The Casey Demons led the 2018 Grand Final from the beginning until the 13 minute mark of the final quarter of the VFL Grand Final at Etihad Stadium on Sunday afternoon but were overrun in the finish by the Box Hill Hawks. The defeat was the team’s second in a season-decider in three seasons and marked yet another heartbreaking climax to a year of many highlights for the club. The Demons had opened the game in promising fashion moving the ball with great speed and converted four times to take a 25 point lead in the early going. They were ferocious with their tackling with 20 in the first term alone and by half time had shown up the effort of their senior counterparts by exceeding their total tally of tackles from the day before. Casey dominated proceedings in most facets of the game for almost all of the opening half but some crucial shots at goal from easy range. One of the few statistics where they were bested was the free kick count - one of the factors that seemed to keep the Hawks in the game. When the siren sounded to signal the start of the long break the Demons led by 23 points but an after-the-siren goal to Box Hill reduced the lead and gave the Hawks great hope leading into the final half.  The rejuvenated Hawks lifted their game after the break and they gradually clawed back at Casey’s lead, assisted by their complete dominance in the ruck where they smashed the undersized Casey ruck division through the agency of Pittonet who amassed an enormous 57 hit outs and took 7 big marks. This division has been problematic for the Demons all season and was exacerbated of late by the poor form of Mitch King who was not selected for the finals and the injury to young Lachie Filipovic. In their stead, Cam Pedersen, Tim Smith and Mykelti Lefau who were gallant in the preliminary final, simply struggled this week. And so, when it came to the final term of the biggest match of the season, Casey faltered and was unable to produce one of those stirring finishes that got it through a number of the 12 consecutive victories of earlier in the season. Some of its name players were unable to produce: there were far too many passengers and a number will no doubt be forced to look elsewhere in 2019. Bayley Fritsch was an exception. He provided plenty of run off the back line and showed great application and heart to prove the judgement of the senior Demon selection panel off key when they omitted him from the team that went to Perth.  The defensive work of Declan Keilty and Harry Petty was excellent in the first half and both have potential as key position defenders. Bernie Vince was solid and creative in his swan song game and Tom Bugg worked hard for four quarters.  The Casey listed crew were mainly underwhelming. Corey Wagner worked hard as did Jay Lockhart while Jimmy Munro tackled strongly as usual.  Unfortunately, they weren’t as effective or consistent as they have been for most of the season.  The scoreboard when the final siren sounded heralded yet another disappointment in the Demons’ Heartbreak Weekend. There’s always next year. Peter Jackson VFL 2018 Casey Demons 4.4.28 5.9.39 8.11.59 8.14.62 Box Hill Hawks 1.1.7 3.4.22 7.8.50 10.12.72 Goals   Casey Demons Bugg Kennedy-Harris Lefau Lockhart Machaya Pedersen Scott T Smith  Box Hill Hawks Moore 3 Jones Hanrahan Lovell  Moore O'Brien O'Rourke Ross  Best Casey Demons Fritsch C Wagner Petty Keilty Vince Bugg Box Hill Hawks Mirra Moore Pittonet Hanrahan Cousins O'Brien Statistics  Tomas Bugg 1 goal 15 kicks 9 handballs 24 disposals 5 marks 7 tackles 114 dream team points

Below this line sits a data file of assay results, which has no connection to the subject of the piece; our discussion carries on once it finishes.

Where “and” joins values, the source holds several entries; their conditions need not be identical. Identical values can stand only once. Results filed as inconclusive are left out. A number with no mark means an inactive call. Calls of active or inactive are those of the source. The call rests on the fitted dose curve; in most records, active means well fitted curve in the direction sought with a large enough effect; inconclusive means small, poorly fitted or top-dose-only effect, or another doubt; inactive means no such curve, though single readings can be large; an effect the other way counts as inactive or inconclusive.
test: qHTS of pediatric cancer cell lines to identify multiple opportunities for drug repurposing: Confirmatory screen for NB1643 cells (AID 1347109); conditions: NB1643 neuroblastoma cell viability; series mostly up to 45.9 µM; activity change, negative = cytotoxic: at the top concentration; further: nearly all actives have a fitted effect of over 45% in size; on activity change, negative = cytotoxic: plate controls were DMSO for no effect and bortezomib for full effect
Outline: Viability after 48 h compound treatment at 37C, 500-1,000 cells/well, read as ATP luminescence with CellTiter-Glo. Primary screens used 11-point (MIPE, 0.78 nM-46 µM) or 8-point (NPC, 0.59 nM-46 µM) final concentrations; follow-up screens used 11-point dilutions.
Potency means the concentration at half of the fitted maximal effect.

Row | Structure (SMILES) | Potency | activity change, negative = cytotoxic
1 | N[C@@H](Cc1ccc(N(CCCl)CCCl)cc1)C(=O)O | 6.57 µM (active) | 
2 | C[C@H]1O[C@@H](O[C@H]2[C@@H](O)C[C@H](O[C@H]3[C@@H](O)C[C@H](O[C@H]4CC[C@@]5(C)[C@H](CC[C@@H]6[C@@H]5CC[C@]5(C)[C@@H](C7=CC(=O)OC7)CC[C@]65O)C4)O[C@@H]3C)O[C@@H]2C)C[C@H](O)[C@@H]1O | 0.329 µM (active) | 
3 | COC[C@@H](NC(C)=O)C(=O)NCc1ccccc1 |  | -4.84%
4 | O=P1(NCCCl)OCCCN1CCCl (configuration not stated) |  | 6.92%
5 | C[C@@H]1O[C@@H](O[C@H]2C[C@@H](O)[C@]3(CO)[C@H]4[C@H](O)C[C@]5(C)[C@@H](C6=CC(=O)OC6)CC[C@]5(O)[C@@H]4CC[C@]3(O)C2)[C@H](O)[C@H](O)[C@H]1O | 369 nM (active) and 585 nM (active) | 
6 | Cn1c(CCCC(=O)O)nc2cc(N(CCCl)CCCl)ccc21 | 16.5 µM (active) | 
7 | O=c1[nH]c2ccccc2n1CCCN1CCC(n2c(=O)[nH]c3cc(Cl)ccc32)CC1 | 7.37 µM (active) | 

Tom Freeman 10 kicks 4 handballs 14 disposals 4 marks 4 tackles 67 dream team points